It struck the summer after Doug Lindsay’s junior year of college. If he’d stand for longer than a commercial break or walk further than 50 feet, his heart would race and the room would spin. His muscles would cramp and ache. It was so debilitating he was forced to drop out of college.
Doctors could identify no cause and could offer no cure.
“I was spending 22 hours a day in a hospital bed in my home. I knew that if I didn’t do something, I would be there for the rest of my life,” says Doug. “So I put much of the energy I had into researching my condition. Ultimately, it became clear to me that my autonomic nervous system was malfunctioning.”
It took Doug five years to find a doctor who wanted to collaborate with him. He began working with Dr. H. Cecil Coghlan, a dysautonomia specialist at the University of Alabama-Birmingham, after the two met at a medical conference where Doug was outlining a proposed treatment for his own disorder.
Doug’s partnership with Dr. Coghlan set him on a path to answers, and it stabilized his health.
“Dr. Coghlan’s testing showed I had a very severe dysautonomia. I’d been suggesting that for four years, but now we could demonstrate it unequivocally. From there, the task was to figure out what kind of dysautonomia and its cause and nature of the condition. My tests were abnormal, yes, but they were also atypical. My results weren’t like a lot of other dysautonomia patients.”
Doug was a rare case, even in a field of poorly understood conditions like autonomic dysfunction. After years of research, Doug compiled a more than 300-page document including his own medical records and gobs of scientific research. “It became clear to Dr. Coghlan and me that in my specific case my best chance for health was to try to remove the medullae of my adrenal glands.”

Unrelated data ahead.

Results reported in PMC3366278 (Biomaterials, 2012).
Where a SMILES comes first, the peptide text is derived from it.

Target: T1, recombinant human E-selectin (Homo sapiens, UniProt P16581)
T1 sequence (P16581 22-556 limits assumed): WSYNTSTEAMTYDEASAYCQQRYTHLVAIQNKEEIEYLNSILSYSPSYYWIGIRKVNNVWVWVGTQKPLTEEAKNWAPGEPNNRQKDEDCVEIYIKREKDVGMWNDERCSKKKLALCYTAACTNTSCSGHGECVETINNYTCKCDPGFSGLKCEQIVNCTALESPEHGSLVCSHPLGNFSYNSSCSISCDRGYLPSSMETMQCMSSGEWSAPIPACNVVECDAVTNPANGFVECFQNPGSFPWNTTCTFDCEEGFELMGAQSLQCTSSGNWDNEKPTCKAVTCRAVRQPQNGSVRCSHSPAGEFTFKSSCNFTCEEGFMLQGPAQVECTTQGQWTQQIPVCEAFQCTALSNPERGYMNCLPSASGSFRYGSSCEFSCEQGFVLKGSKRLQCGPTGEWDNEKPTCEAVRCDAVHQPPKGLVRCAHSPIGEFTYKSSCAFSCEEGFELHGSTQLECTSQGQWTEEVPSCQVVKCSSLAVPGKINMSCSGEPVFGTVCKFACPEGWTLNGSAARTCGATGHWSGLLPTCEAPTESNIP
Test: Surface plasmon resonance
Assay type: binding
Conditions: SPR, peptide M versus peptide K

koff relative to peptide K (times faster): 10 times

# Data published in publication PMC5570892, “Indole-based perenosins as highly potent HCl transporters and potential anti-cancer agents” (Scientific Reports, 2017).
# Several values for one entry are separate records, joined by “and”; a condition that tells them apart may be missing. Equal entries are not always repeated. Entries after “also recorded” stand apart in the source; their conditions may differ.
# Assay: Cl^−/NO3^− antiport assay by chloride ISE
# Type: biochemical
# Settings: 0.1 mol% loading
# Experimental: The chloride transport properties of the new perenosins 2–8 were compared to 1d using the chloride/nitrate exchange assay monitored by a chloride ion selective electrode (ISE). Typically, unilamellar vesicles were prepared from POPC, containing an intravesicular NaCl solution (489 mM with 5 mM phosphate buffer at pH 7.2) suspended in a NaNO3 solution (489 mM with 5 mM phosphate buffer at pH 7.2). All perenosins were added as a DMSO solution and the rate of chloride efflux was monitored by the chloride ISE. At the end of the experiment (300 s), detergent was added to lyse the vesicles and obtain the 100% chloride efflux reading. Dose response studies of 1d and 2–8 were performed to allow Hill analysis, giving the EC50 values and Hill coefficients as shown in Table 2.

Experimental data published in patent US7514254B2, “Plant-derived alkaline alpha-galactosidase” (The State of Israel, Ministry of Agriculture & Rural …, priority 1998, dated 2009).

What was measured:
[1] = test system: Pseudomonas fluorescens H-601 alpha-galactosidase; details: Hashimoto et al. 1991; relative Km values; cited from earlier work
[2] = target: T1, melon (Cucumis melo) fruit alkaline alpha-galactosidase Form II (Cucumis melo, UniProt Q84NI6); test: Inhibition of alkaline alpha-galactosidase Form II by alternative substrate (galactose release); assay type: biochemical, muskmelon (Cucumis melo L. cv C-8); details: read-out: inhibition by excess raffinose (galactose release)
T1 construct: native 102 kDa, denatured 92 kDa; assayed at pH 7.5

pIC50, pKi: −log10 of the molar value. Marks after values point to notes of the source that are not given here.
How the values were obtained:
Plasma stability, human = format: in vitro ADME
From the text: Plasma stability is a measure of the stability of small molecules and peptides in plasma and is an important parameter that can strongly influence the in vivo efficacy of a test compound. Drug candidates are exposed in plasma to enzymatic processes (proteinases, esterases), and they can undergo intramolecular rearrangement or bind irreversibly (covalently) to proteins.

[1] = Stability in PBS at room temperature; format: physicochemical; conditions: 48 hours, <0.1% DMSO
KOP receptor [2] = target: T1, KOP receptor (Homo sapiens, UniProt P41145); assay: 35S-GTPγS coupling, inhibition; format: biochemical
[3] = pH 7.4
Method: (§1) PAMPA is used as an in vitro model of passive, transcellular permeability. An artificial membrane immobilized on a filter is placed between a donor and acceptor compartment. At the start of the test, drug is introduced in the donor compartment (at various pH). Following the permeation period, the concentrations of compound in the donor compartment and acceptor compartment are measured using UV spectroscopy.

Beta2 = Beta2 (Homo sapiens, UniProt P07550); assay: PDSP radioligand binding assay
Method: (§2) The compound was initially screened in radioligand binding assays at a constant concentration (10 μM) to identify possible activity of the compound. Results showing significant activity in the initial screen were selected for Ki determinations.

The adrenal surgery that Doug proposed was risky, to say the least. He uncovered a long-forgotten animal surgery and contended that it could be turned into a modern human surgery.
On May 17, at What’s the Fix?, Doug will stand tall on the stage and share how that surgery changed his life and how he’s working to help others with all the knowledge he’s gained over the years.
“In medicine, impossible is often just an opinion,” he says.
More About Doug
Doug got sick at age 21 and spent the next 11 years bed bound until he developed the surgery that fixed him. During those years, he could walk only 50 feet and stand for about the length of a commercial break. Doug adapted a long-forgotten animal model of adrenal gland surgery from the 1920s into a modern human surgery so surgeons could treat his rare autonomic-adrenal condition. He bet his life on the operating table, and it paid off!
Today Doug is a sought-after keynote speaker and he also designs workshops that train business, science, academic and medical leaders in the skills it takes to make unlikely things happen. He’s been a Stanford Medicine X ePatient Scholar and part of Stanford Medicine X’s inaugural Emerging Leaders Program. Doug is a photographer and writer. Oh, and he wrote, produced, directed and starred in a full-length feature comedy, a movie called RUFF CASES – about a lawyer who becomes internationally famous for representing eccentric millionaires and billionaires with pet-related legal issues! He says one of the highlights of film was working with Thumbelina – the world’s smallest horse.